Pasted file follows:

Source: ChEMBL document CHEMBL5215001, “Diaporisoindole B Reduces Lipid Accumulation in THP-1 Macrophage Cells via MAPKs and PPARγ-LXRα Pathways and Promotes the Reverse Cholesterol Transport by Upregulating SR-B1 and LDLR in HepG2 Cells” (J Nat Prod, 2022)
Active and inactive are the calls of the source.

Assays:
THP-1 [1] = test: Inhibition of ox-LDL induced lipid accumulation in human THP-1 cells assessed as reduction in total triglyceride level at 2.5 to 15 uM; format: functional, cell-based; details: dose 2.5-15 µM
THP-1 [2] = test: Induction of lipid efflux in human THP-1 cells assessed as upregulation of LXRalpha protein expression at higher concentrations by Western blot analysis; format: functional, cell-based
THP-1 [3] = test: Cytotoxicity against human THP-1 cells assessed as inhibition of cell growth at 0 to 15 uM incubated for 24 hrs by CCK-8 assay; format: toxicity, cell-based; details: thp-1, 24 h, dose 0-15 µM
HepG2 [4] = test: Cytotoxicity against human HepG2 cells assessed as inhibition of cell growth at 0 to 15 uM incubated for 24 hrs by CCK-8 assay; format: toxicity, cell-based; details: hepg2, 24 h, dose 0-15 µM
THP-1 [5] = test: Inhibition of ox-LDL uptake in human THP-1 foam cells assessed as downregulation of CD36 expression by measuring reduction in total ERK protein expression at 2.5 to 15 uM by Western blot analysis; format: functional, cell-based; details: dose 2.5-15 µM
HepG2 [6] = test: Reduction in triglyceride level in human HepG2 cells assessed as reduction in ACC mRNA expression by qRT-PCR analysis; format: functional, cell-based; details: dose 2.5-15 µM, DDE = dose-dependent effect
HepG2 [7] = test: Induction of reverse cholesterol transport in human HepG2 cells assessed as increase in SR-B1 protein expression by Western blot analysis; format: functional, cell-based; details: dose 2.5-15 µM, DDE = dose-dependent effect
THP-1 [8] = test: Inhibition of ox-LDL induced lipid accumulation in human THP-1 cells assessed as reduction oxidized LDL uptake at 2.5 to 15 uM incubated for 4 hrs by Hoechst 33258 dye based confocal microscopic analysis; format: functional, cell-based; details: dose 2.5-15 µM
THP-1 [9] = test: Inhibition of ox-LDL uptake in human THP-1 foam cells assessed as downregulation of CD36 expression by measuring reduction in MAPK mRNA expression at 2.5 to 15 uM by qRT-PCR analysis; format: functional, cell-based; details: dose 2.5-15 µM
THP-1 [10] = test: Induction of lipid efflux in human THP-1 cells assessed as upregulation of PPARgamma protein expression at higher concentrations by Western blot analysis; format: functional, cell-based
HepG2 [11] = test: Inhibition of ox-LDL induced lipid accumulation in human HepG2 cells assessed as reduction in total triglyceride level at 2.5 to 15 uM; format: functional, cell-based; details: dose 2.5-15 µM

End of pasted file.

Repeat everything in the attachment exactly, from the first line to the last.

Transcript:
Source: ChEMBL document CHEMBL5215001, “Diaporisoindole B Reduces Lipid Accumulation in THP-1 Macrophage Cells via MAPKs and PPARγ-LXRα Pathways and Promotes the Reverse Cholesterol Transport by Upregulating SR-B1 and LDLR in HepG2 Cells” (J Nat Prod, 2022)
Active and inactive are the calls of the source.

Assays:
THP-1 [1] = test: Inhibition of ox-LDL induced lipid accumulation in human THP-1 cells assessed as reduction in total triglyceride level at 2.5 to 15 uM; format: functional, cell-based; details: dose 2.5-15 µM
THP-1 [2] = test: Induction of lipid efflux in human THP-1 cells assessed as upregulation of LXRalpha protein expression at higher concentrations by Western blot analysis; format: functional, cell-based
THP-1 [3] = test: Cytotoxicity against human THP-1 cells assessed as inhibition of cell growth at 0 to 15 uM incubated for 24 hrs by CCK-8 assay; format: toxicity, cell-based; details: thp-1, 24 h, dose 0-15 µM
HepG2 [4] = test: Cytotoxicity against human HepG2 cells assessed as inhibition of cell growth at 0 to 15 uM incubated for 24 hrs by CCK-8 assay; format: toxicity, cell-based; details: hepg2, 24 h, dose 0-15 µM
THP-1 [5] = test: Inhibition of ox-LDL uptake in human THP-1 foam cells assessed as downregulation of CD36 expression by measuring reduction in total ERK protein expression at 2.5 to 15 uM by Western blot analysis; format: functional, cell-based; details: dose 2.5-15 µM
HepG2 [6] = test: Reduction in triglyceride level in human HepG2 cells assessed as reduction in ACC mRNA expression by qRT-PCR analysis; format: functional, cell-based; details: dose 2.5-15 µM, DDE = dose-dependent effect
HepG2 [7] = test: Induction of reverse cholesterol transport in human HepG2 cells assessed as increase in SR-B1 protein expression by Western blot analysis; format: functional, cell-based; details: dose 2.5-15 µM, DDE = dose-dependent effect
THP-1 [8] = test: Inhibition of ox-LDL induced lipid accumulation in human THP-1 cells assessed as reduction oxidized LDL uptake at 2.5 to 15 uM incubated for 4 hrs by Hoechst 33258 dye based confocal microscopic analysis; format: functional, cell-based; details: dose 2.5-15 µM
THP-1 [9] = test: Inhibition of ox-LDL uptake in human THP-1 foam cells assessed as downregulation of CD36 expression by measuring reduction in MAPK mRNA expression at 2.5 to 15 uM by qRT-PCR analysis; format: functional, cell-based; details: dose 2.5-15 µM
THP-1 [10] = test: Induction of lipid efflux in human THP-1 cells assessed as upregulation of PPARgamma protein expression at higher concentrations by Western blot analysis; format: functional, cell-based
HepG2 [11] = test: Inhibition of ox-LDL induced lipid accumulation in human HepG2 cells assessed as reduction in total triglyceride level at 2.5 to 15 uM; format: functional, cell-based; details: dose 2.5-15 µM